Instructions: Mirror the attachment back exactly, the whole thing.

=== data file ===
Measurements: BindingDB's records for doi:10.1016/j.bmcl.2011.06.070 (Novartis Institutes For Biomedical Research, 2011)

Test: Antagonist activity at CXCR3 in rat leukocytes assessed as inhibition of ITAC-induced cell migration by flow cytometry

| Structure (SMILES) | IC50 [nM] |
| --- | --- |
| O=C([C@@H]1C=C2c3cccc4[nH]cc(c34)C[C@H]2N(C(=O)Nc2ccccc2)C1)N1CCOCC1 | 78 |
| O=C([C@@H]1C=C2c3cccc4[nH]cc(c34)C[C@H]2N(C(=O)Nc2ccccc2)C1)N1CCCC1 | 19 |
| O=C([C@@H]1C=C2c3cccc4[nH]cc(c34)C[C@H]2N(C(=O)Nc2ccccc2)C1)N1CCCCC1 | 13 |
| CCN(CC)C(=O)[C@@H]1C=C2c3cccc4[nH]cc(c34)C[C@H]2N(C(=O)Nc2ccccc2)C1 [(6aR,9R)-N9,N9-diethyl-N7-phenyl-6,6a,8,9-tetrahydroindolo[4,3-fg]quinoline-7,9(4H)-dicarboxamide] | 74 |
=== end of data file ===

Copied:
Measurements: BindingDB's records for doi:10.1016/j.bmcl.2011.06.070 (Novartis Institutes For Biomedical Research, 2011)

Test: Antagonist activity at CXCR3 in rat leukocytes assessed as inhibition of ITAC-induced cell migration by flow cytometry

| Structure (SMILES) | IC50 [nM] |
| --- | --- |
| O=C([C@@H]1C=C2c3cccc4[nH]cc(c34)C[C@H]2N(C(=O)Nc2ccccc2)C1)N1CCOCC1 | 78 |
| O=C([C@@H]1C=C2c3cccc4[nH]cc(c34)C[C@H]2N(C(=O)Nc2ccccc2)C1)N1CCCC1 | 19 |
| O=C([C@@H]1C=C2c3cccc4[nH]cc(c34)C[C@H]2N(C(=O)Nc2ccccc2)C1)N1CCCCC1 | 13 |
| CCN(CC)C(=O)[C@@H]1C=C2c3cccc4[nH]cc(c34)C[C@H]2N(C(=O)Nc2ccccc2)C1 [(6aR,9R)-N9,N9-diethyl-N7-phenyl-6,6a,8,9-tetrahydroindolo[4,3-fg]quinoline-7,9(4H)-dicarboxamide] | 74 |